Survey Finds Fibromyalgia Hurts Love Life

Survey Finds Fibromyalgia Hurts Love Life

Forget the roses and the bottle of wine. When it comes to romance, fibromyalgia is a buzz killer.

womenpain300A new survey of fibromyalgia patients has found that well over half believe that chronic pain has significantly harmed their romantic relationships.

The survey of 1,228 adults in the U.S. who have been diagnosed with fibromyalgia found that pain was having a widespread impact on their social life, home life, work and school attendance, and exercise habits.

Pain also took a big toll on romance. Nearly 70 percent said fibromyalgia pain has affected their physical intimacy with a partner or spouse. And over half (55%) said fibromyalgia had negatively impacted their romantic relationships in some way.

The National Institutes of Health estimates that 5 million Americans suffer from fibromyalgia, a poorly understood disorder characterized by chronic deep tissue pain, fatigue, headaches, depression and lack of sleep.

“Fibromyalgia has long been misunderstood, as it is a complicated disease with many different symptoms, and as a patient, I have understood the importance of differentiating between the symptoms and recognizing the impact that just one symptom – like pain – can have on your life,” said Jan Chambers, president of the National Fibromyalgia & Chronic Pain Association (NFMCPA).

“This survey is important for the fibromyalgia community as it underscores the need for more effective dialogue between patients and their HCPs (health care practitioners), specifically focusing on pain management, including lifestyle changes that can make a difference.”

The survey, called Functioning with Fibro, was funded by Pfizer Inc., and was conducted in collaboration with NFMCPA and the American Association of Nurse Practitioners.

On average, the survey found that fibromyalgia patients had more bad days than good, with the number of “flare up” days exceeding the good ones in a typical week. Daily activities most affected by fibromyalgia were sleep (71%), exercise (70%) and the ability to do household chores (60%).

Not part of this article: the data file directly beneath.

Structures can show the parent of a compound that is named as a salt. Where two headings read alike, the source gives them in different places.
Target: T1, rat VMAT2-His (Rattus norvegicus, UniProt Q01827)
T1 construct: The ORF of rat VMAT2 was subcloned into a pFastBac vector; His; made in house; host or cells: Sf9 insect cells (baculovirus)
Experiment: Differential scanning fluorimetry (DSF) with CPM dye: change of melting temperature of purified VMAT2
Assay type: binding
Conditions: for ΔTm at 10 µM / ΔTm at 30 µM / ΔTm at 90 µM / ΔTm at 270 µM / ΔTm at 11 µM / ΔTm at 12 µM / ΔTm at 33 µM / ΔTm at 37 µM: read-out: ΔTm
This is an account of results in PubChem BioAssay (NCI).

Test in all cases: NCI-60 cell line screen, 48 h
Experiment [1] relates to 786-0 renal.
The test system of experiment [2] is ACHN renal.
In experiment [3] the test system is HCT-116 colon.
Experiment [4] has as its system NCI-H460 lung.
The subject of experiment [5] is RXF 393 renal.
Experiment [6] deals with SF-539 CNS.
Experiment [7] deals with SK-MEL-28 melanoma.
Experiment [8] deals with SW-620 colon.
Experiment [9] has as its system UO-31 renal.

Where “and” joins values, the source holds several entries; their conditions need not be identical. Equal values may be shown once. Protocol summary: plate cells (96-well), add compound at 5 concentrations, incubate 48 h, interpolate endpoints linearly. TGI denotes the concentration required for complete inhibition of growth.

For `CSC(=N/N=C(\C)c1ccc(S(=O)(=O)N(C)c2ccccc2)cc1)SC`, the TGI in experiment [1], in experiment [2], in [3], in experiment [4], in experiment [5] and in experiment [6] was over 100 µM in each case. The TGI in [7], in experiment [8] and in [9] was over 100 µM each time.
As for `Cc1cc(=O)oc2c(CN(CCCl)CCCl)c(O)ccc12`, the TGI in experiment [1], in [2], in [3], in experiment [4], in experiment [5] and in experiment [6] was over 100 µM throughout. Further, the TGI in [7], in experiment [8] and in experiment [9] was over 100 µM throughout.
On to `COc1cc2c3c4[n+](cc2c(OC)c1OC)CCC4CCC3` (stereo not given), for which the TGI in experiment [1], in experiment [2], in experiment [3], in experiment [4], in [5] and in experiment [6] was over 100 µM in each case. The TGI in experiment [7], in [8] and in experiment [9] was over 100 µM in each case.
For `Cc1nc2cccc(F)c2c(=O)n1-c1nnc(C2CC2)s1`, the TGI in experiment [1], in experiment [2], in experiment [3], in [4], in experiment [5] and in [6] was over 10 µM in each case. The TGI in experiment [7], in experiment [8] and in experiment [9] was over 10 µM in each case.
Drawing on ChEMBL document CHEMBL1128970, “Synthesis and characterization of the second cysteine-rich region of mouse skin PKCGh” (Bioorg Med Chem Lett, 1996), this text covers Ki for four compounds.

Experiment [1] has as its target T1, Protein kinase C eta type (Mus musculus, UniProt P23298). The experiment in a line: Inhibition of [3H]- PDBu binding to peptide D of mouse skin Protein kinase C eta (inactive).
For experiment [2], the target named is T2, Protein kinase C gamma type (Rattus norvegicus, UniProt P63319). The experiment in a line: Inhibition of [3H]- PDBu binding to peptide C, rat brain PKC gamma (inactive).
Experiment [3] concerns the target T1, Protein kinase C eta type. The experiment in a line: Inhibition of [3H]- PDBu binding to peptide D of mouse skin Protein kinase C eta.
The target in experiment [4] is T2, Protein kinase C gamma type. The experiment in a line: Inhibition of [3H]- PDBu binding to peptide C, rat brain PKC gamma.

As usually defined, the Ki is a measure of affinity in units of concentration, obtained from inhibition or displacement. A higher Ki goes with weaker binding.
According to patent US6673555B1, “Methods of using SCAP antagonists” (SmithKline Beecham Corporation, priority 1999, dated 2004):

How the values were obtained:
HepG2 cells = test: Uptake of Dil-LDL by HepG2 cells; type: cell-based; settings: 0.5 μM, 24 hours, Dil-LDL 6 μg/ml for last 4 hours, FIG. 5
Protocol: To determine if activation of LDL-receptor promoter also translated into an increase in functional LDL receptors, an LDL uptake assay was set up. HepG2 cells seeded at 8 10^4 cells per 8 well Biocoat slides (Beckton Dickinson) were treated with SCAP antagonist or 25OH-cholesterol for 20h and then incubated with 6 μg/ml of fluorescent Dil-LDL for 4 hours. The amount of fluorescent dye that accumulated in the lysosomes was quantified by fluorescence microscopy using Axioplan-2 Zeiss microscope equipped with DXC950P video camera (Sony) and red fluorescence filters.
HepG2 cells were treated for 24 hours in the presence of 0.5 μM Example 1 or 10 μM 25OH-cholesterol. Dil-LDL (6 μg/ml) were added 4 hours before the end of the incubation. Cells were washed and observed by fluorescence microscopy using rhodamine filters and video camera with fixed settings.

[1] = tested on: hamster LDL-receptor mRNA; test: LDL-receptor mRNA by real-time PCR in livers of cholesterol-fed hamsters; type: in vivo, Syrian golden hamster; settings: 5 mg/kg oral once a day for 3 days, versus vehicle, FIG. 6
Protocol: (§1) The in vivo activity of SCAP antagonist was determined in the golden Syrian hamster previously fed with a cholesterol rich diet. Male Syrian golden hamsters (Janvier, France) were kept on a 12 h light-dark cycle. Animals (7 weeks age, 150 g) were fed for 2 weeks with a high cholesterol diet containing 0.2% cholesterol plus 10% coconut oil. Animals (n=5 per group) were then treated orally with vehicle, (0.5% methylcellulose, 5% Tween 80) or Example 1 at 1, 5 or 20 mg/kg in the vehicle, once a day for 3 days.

Fibromyalgia patients who work missed an average of 3 weeks of work annually (versus only 3 sick days for the average American). They were late for work an additional nine days. About a third said their professional relationships were adversely affected by fibromyalgia.

Other key findings:

  • 85% said pain was the #1 symptom impacting their daily life.
  • 85% said they had missed important events in their life, including holidays, birthdays, vacations, and social engagements.
  • 72% say they are hesitant to plan social activities out of fear they’ll have to cancel.
  • 54% say it’s had a negative impact on their friendships.
  • 48% say it’s had a negative impact on their family life.

Fibromyalgia patients were very proactive about their treatment. Nearly half said they were currently discussing with their health care practitioner ways to improve day-to-day life. And nearly all (97%) had done something to improve their ability to live with pain, including minimizing stressful situations and setting more limits.

The Functioning with Fibro survey was conducted August 9 – 23, 2013, using an email invitation and an online survey.

Authored by: Pat Anson, Editor

There are 4 comments for this article
  1. Debbie at 8:00 am

    I just received notice from my mail in pharmacy regarding the new generic Cymbalta. My cost went from $65 to $20. Thank you!

  2. Trish at 4:12 pm

    My sister has FM and is in so much pain, docs don’t have anything for it. She has tried Lyrica and Cymbalta and none of that works..she can’t hardly walk or move without pain. They are going to do a MRI on Friday. She was hoping to know more when they read the MRI. She also has leg cramps and numbness in her legs and arms too. She can’t move without moaning with everymove..It is so sad to see her in so much pain. Even the good stuff for pain and it doesn’t work for her either. What is she to do. But suffer with it. Doc won’t give her any pain meds, maybe she needs to be on Lyrica or Cymbalta for a long time. She didn’t take it long because it didn’t work for her, maybe not on it for long enough time…Just want someone to know, she is not crazy, she is in lots of pain always… thanks. Patricia

  3. Pat Anson, Editor at 3:12 pm

    Debbie, the FDA recently approved the first generic versions of Cymbalta — which should be much cheaper.

  4. Debbie Purcella at 1:52 pm

    It’s admirable that Pfizer conducted a survey for those of us that suffer with FM, however why can’t they do something to help us with the cost of medication we need. I have severe/chronic FM & cannot take Lyrica but I take Cymbalta which helps with the depression & some pain. With my insurance my co-pay is $65 a mo & some people don’t have insurance. A little help here.